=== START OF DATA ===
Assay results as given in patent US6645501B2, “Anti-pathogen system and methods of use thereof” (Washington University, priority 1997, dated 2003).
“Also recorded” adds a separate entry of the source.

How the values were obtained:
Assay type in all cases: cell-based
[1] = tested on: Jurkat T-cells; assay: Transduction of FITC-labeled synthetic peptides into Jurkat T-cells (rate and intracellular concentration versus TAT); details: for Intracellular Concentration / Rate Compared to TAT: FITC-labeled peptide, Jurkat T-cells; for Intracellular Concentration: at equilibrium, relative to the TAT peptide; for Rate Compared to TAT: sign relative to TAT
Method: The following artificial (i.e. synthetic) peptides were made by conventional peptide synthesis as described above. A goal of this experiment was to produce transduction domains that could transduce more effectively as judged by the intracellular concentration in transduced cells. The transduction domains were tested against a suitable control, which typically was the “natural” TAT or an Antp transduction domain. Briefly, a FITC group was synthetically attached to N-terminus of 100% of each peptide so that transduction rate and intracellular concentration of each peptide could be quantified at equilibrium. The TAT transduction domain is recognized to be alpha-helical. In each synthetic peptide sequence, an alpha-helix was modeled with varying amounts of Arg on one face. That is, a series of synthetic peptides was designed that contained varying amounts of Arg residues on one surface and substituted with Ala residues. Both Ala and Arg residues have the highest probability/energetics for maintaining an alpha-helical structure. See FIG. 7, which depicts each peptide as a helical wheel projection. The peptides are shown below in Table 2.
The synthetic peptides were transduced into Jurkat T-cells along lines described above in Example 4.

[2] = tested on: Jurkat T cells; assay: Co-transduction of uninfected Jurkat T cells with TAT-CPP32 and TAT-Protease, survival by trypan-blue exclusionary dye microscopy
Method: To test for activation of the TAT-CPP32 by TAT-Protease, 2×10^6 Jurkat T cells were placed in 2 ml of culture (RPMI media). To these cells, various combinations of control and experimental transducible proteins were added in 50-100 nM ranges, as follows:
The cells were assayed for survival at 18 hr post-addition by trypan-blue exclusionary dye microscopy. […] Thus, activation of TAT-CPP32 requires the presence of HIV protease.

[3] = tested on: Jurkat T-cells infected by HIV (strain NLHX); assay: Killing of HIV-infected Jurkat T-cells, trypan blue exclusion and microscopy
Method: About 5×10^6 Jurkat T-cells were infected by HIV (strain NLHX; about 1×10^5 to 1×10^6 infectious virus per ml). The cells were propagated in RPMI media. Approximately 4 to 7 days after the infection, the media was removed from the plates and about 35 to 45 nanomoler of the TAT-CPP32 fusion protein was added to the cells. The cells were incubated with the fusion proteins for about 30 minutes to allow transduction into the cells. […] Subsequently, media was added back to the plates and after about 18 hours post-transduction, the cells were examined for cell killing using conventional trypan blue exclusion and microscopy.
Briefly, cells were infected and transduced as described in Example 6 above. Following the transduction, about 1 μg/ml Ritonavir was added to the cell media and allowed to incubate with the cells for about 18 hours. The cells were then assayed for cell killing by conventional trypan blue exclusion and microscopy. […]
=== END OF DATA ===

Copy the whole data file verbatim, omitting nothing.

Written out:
Assay results as given in patent US6645501B2, “Anti-pathogen system and methods of use thereof” (Washington University, priority 1997, dated 2003).
“Also recorded” adds a separate entry of the source.

How the values were obtained:
Assay type in all cases: cell-based
[1] = tested on: Jurkat T-cells; assay: Transduction of FITC-labeled synthetic peptides into Jurkat T-cells (rate and intracellular concentration versus TAT); details: for Intracellular Concentration / Rate Compared to TAT: FITC-labeled peptide, Jurkat T-cells; for Intracellular Concentration: at equilibrium, relative to the TAT peptide; for Rate Compared to TAT: sign relative to TAT
Method: The following artificial (i.e. synthetic) peptides were made by conventional peptide synthesis as described above. A goal of this experiment was to produce transduction domains that could transduce more effectively as judged by the intracellular concentration in transduced cells. The transduction domains were tested against a suitable control, which typically was the “natural” TAT or an Antp transduction domain. Briefly, a FITC group was synthetically attached to N-terminus of 100% of each peptide so that transduction rate and intracellular concentration of each peptide could be quantified at equilibrium. The TAT transduction domain is recognized to be alpha-helical. In each synthetic peptide sequence, an alpha-helix was modeled with varying amounts of Arg on one face. That is, a series of synthetic peptides was designed that contained varying amounts of Arg residues on one surface and substituted with Ala residues. Both Ala and Arg residues have the highest probability/energetics for maintaining an alpha-helical structure. See FIG. 7, which depicts each peptide as a helical wheel projection. The peptides are shown below in Table 2.
The synthetic peptides were transduced into Jurkat T-cells along lines described above in Example 4.

[2] = tested on: Jurkat T cells; assay: Co-transduction of uninfected Jurkat T cells with TAT-CPP32 and TAT-Protease, survival by trypan-blue exclusionary dye microscopy
Method: To test for activation of the TAT-CPP32 by TAT-Protease, 2×10^6 Jurkat T cells were placed in 2 ml of culture (RPMI media). To these cells, various combinations of control and experimental transducible proteins were added in 50-100 nM ranges, as follows:
The cells were assayed for survival at 18 hr post-addition by trypan-blue exclusionary dye microscopy. […] Thus, activation of TAT-CPP32 requires the presence of HIV protease.

[3] = tested on: Jurkat T-cells infected by HIV (strain NLHX); assay: Killing of HIV-infected Jurkat T-cells, trypan blue exclusion and microscopy
Method: About 5×10^6 Jurkat T-cells were infected by HIV (strain NLHX; about 1×10^5 to 1×10^6 infectious virus per ml). The cells were propagated in RPMI media. Approximately 4 to 7 days after the infection, the media was removed from the plates and about 35 to 45 nanomoler of the TAT-CPP32 fusion protein was added to the cells. The cells were incubated with the fusion proteins for about 30 minutes to allow transduction into the cells. […] Subsequently, media was added back to the plates and after about 18 hours post-transduction, the cells were examined for cell killing using conventional trypan blue exclusion and microscopy.
Briefly, cells were infected and transduced as described in Example 6 above. Following the transduction, about 1 μg/ml Ritonavir was added to the cell media and allowed to incubate with the cells for about 18 hours. The cells were then assayed for cell killing by conventional trypan blue exclusion and microscopy. […]